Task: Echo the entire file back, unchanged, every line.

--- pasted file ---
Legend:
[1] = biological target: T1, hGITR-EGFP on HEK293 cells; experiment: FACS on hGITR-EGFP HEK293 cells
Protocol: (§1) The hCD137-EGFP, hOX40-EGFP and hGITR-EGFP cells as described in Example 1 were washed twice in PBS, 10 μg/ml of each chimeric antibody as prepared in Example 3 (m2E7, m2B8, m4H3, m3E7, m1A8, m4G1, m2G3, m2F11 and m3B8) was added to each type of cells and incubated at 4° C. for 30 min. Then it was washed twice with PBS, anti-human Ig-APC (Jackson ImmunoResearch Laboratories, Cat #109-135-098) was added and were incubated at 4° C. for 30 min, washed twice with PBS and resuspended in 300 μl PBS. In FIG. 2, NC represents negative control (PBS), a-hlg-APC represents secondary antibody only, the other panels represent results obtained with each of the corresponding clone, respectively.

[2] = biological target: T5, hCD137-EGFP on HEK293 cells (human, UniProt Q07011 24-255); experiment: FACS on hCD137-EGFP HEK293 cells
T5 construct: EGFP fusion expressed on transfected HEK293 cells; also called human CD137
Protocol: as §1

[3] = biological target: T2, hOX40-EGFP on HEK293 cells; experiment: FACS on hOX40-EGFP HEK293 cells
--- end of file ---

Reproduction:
Legend:
[1] = biological target: T1, hGITR-EGFP on HEK293 cells; experiment: FACS on hGITR-EGFP HEK293 cells
Protocol: (§1) The hCD137-EGFP, hOX40-EGFP and hGITR-EGFP cells as described in Example 1 were washed twice in PBS, 10 μg/ml of each chimeric antibody as prepared in Example 3 (m2E7, m2B8, m4H3, m3E7, m1A8, m4G1, m2G3, m2F11 and m3B8) was added to each type of cells and incubated at 4° C. for 30 min. Then it was washed twice with PBS, anti-human Ig-APC (Jackson ImmunoResearch Laboratories, Cat #109-135-098) was added and were incubated at 4° C. for 30 min, washed twice with PBS and resuspended in 300 μl PBS. In FIG. 2, NC represents negative control (PBS), a-hlg-APC represents secondary antibody only, the other panels represent results obtained with each of the corresponding clone, respectively.

[2] = biological target: T5, hCD137-EGFP on HEK293 cells (human, UniProt Q07011 24-255); experiment: FACS on hCD137-EGFP HEK293 cells
T5 construct: EGFP fusion expressed on transfected HEK293 cells; also called human CD137
Protocol: as §1

[3] = biological target: T2, hOX40-EGFP on HEK293 cells; experiment: FACS on hOX40-EGFP HEK293 cells